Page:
Robo Advisors Come of Age: Part Two

By: Barbara Novick, Vice Chairman of BlackRock, and Bo Lu, CEO of FutureAdvisor

This is the second post in a two part series on the implications of the rise of digital advice.

As we discussed in our first post, the financial services industry is undergoing a transformation in the way that advisory services are provided and delivered to individual investors. This transformation is being driven by several factors including changing demographics, technological advances, and new regulations.

In the face of these changes, regulators should be thinking about how to apply regulations on the provision of investment advice to digital advisors, in order to ensure that appropriate protections for investors’ futures are in place, while also ensuring that regulatory regimes encourage innovation. We have seen some progress on this front. For example, in the US, the SEC Division of Investment Management recently released a Guidance Update on Robo-Advisers, which provides suggestions on how digital advisors should address issues specific to digital advice as they seek to meet their existing regulatory obligations under the Investment Advisers Act of 1940.

Today, digital advisors represent a very small segment relative to more traditional financial advice providers. However, their recent rapid growth suggests a need for a focused analysis of the business and activities of these advisors. Over the next few years, the $490 billion dollar question will be: what protections are in place to safeguard your money at a digital advisor?

It is important to recognize that digital advisors are subject to the same framework of regulation and supervision as traditional advisors, although the applicability and emphasis of existing regulations may differ in some cases. As regulators think about where to focus attention in the digital advisory space, there are a number of areas they should consider:

1. Know your client and their suitability requirements: Like traditional advisors, digital advisors must make suitable investment recommendations based on their knowledge of clients’ circumstances and objectives. Whether or not this information is obtained through an online questionnaire or more traditional means, it should be used to make appropriate recommendations based on the clients’ goals.

2. Algorithm design and oversight: A key component of digital advisors’ service models is the use of optimization algorithms. Digital advisors should ensure that investment professionals with sufficient expertise are closely involved in the development and ongoing oversight of algorithms. Algorithm assumptions should be based on generally accepted investment theories that take into account the historic returns of different asset classes, and key assumptions of the algorithms should be made available to investors.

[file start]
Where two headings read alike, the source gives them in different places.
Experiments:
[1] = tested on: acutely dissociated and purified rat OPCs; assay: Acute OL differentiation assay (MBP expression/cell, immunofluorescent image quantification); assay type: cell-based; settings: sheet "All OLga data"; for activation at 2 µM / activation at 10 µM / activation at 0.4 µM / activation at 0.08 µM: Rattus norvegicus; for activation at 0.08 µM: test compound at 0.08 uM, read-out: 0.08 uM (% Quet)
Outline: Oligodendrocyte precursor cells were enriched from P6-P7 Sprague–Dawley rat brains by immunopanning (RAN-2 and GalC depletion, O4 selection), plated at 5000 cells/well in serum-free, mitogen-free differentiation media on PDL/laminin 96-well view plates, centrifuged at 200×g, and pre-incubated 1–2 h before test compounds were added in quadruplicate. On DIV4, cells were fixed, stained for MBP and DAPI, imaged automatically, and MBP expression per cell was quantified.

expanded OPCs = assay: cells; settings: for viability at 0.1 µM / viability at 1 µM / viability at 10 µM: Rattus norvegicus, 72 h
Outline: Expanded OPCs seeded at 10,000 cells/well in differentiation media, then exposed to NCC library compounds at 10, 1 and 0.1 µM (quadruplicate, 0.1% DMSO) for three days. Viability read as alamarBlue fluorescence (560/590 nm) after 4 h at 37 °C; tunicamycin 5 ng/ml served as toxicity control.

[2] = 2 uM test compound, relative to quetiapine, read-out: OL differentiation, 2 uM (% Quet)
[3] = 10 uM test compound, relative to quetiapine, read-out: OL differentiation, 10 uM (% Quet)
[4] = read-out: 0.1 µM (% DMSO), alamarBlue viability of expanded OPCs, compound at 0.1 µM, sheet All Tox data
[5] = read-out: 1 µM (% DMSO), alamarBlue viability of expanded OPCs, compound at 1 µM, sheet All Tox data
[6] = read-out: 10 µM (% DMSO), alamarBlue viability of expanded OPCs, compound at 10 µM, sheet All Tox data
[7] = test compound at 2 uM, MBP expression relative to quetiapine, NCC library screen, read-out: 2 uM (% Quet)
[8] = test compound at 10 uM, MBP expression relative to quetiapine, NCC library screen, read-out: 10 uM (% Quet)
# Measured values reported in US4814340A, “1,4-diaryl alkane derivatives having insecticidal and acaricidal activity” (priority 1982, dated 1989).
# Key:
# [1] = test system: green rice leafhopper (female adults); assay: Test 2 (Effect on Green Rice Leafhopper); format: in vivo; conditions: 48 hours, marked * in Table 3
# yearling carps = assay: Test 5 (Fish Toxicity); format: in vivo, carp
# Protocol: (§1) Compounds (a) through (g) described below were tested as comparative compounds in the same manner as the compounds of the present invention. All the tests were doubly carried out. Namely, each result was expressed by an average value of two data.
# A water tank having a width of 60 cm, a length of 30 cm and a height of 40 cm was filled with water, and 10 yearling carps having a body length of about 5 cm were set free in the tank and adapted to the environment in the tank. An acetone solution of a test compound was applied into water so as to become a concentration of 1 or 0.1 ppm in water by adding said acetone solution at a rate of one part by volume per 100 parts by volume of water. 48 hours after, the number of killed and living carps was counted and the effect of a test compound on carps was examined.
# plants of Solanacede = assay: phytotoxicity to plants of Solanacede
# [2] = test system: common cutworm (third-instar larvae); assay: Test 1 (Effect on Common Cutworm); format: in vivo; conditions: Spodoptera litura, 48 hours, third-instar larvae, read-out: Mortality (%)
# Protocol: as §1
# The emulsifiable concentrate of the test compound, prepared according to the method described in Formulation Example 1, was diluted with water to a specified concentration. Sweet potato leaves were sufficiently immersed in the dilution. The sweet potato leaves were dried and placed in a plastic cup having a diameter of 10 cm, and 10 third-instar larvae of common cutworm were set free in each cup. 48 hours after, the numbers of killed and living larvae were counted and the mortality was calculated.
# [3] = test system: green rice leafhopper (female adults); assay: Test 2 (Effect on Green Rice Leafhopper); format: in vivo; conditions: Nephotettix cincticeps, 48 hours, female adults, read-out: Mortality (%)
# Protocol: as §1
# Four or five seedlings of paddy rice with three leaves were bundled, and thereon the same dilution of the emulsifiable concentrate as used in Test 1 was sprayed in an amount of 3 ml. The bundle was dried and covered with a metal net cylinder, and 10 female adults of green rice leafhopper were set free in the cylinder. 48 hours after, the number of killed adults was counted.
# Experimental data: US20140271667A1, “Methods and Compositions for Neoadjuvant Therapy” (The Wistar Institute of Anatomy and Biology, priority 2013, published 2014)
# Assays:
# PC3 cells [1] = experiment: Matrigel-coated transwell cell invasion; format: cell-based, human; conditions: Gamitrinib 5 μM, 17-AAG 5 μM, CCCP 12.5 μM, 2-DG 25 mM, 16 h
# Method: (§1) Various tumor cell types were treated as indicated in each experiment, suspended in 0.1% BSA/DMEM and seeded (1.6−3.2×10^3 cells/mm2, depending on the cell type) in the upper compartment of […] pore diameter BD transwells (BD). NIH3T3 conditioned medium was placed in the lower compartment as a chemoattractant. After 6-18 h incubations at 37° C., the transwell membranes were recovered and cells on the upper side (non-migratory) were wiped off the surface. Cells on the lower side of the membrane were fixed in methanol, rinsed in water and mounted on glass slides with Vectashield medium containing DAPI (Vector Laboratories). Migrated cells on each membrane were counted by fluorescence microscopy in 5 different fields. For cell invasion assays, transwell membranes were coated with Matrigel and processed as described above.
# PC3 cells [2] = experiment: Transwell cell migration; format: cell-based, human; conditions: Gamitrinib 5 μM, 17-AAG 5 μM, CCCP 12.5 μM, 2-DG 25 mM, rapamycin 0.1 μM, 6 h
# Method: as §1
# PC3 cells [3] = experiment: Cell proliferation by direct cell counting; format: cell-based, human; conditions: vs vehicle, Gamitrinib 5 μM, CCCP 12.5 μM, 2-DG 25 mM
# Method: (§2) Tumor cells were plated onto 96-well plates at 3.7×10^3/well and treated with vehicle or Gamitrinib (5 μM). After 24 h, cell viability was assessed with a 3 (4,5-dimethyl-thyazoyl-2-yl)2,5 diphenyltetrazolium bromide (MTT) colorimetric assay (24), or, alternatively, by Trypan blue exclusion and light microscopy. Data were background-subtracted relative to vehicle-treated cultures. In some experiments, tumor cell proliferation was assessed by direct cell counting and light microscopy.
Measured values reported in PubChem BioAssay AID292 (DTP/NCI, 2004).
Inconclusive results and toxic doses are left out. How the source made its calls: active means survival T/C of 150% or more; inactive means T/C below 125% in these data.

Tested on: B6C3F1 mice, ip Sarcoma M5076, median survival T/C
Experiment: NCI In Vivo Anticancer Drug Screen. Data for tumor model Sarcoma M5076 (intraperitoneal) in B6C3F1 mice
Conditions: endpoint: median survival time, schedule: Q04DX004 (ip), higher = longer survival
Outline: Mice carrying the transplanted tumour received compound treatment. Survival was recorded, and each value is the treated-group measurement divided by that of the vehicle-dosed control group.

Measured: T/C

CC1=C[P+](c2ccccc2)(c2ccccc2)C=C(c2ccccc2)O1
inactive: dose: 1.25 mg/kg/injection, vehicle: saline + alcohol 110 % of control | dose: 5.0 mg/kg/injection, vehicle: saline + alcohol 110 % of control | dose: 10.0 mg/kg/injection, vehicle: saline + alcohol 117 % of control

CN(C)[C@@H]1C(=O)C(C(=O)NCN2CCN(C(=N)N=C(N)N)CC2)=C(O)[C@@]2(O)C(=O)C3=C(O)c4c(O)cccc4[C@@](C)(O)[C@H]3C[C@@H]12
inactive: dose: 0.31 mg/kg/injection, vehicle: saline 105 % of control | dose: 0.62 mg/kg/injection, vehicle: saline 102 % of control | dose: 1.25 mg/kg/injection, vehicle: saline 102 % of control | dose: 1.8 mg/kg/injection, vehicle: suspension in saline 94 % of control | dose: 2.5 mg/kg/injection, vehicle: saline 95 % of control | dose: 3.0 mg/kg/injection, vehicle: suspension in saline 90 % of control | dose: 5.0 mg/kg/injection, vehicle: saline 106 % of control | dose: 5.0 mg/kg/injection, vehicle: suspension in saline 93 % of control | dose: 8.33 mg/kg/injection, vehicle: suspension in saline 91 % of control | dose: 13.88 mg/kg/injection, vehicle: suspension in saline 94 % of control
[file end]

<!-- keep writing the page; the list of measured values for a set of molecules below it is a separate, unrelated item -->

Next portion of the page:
3. Disclosure standards and cost transparency: Clients should understand what services they are receiving and the potential risks involved. Digital advisors should clearly disclose the costs clients can incur (including fees), as well as other forms of compensation. In addition, advisors should disclose relevant technological, operational, and market risks to clients. This should include information on the tools the advisor can use to address these risks and when they would use such tools.

4. Trading practices: Like traditional advisors, digital advisors generally manage client assets on a discretionary basis and buy or sell equity securities, ETFs, and other broad-based securities. As part of these services, digital advisors should have reasonably designed trading procedures that include controls to mitigate risks associated with trading and order handling. Trading and portfolio management capabilities should be supervised by skilled investment professionals.

5. Data protection and cybersecurity: Digital advisors should view cybersecurity as a critical component of their business model and carefully safeguard sensitive client information. Digital advisors should use the strongest data encryption, conduct risk management of third party vendors, obtain appropriate levels of cybersecurity insurance, maintain business continuity management plans, and implement incident management frameworks.

In this age of technology, we should expect an ongoing evolution of the digital advice landscape. As business models continue to evolve, it is important that regulatory regimes encourage innovations that could be beneficial to consumers.

For a more detailed look at the evolution of digital investment advice and BlackRock’s recommendations on best practices for digital advisors as well as relevant disclosures, click here.


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